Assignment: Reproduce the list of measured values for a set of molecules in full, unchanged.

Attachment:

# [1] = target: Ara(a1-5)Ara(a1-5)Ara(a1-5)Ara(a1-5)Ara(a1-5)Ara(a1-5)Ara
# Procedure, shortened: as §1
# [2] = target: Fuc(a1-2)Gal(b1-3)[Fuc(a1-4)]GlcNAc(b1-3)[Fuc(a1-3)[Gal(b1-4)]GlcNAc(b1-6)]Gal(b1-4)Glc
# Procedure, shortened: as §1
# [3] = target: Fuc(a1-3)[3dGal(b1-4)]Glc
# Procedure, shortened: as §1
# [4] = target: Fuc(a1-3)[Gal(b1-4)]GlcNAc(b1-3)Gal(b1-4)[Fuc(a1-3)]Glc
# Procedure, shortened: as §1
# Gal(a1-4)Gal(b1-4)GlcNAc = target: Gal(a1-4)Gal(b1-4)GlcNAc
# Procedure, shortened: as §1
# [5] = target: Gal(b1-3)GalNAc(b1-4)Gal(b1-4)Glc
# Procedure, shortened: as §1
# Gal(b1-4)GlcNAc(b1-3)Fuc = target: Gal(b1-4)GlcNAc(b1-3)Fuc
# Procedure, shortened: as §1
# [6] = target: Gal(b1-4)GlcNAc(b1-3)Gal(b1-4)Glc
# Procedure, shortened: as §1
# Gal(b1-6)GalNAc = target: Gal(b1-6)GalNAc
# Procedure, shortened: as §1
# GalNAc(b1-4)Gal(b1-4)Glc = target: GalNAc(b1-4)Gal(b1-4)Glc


# [1] = target: Ara(a1-5)Ara(a1-5)Ara(a1-5)Ara(a1-5)Ara(a1-5)Ara(a1-5)Ara
# Procedure, shortened: as §1
# [2] = target: Fuc(a1-2)Gal(b1-3)[Fuc(a1-4)]GlcNAc(b1-3)[Fuc(a1-3)[Gal(b1-4)]GlcNAc(b1-6)]Gal(b1-4)Glc
# Procedure, shortened: as §1
# [3] = target: Fuc(a1-3)[3dGal(b1-4)]Glc
# Procedure, shortened: as §1
# [4] = target: Fuc(a1-3)[Gal(b1-4)]GlcNAc(b1-3)Gal(b1-4)[Fuc(a1-3)]Glc
# Procedure, shortened: as §1
# Gal(a1-4)Gal(b1-4)GlcNAc = target: Gal(a1-4)Gal(b1-4)GlcNAc
# Procedure, shortened: as §1
# [5] = target: Gal(b1-3)GalNAc(b1-4)Gal(b1-4)Glc
# Procedure, shortened: as §1
# Gal(b1-4)GlcNAc(b1-3)Fuc = target: Gal(b1-4)GlcNAc(b1-3)Fuc
# Procedure, shortened: as §1
# [6] = target: Gal(b1-4)GlcNAc(b1-3)Gal(b1-4)Glc
# Procedure, shortened: as §1
# Gal(b1-6)GalNAc = target: Gal(b1-6)GalNAc
# Procedure, shortened: as §1
# GalNAc(b1-4)Gal(b1-4)Glc = target: GalNAc(b1-4)Gal(b1-4)Glc